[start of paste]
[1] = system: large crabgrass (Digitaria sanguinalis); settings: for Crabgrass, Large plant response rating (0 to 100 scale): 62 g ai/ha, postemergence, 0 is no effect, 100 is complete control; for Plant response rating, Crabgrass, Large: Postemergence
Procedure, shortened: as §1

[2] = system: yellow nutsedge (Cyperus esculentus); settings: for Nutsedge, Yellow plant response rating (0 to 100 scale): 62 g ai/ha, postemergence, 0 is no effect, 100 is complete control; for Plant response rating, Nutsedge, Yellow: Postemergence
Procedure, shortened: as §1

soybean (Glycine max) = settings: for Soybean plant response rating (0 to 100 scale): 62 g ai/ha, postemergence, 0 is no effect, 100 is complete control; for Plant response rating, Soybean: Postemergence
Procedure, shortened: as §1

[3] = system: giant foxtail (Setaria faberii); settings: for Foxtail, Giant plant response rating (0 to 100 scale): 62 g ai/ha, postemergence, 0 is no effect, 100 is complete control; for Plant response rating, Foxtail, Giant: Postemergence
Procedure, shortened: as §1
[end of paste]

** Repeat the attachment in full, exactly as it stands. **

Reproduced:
[1] = system: large crabgrass (Digitaria sanguinalis); settings: for Crabgrass, Large plant response rating (0 to 100 scale): 62 g ai/ha, postemergence, 0 is no effect, 100 is complete control; for Plant response rating, Crabgrass, Large: Postemergence
Procedure, shortened: as §1

[2] = system: yellow nutsedge (Cyperus esculentus); settings: for Nutsedge, Yellow plant response rating (0 to 100 scale): 62 g ai/ha, postemergence, 0 is no effect, 100 is complete control; for Plant response rating, Nutsedge, Yellow: Postemergence
Procedure, shortened: as §1

soybean (Glycine max) = settings: for Soybean plant response rating (0 to 100 scale): 62 g ai/ha, postemergence, 0 is no effect, 100 is complete control; for Plant response rating, Soybean: Postemergence
Procedure, shortened: as §1

[3] = system: giant foxtail (Setaria faberii); settings: for Foxtail, Giant plant response rating (0 to 100 scale): 62 g ai/ha, postemergence, 0 is no effect, 100 is complete control; for Plant response rating, Foxtail, Giant: Postemergence
Procedure, shortened: as §1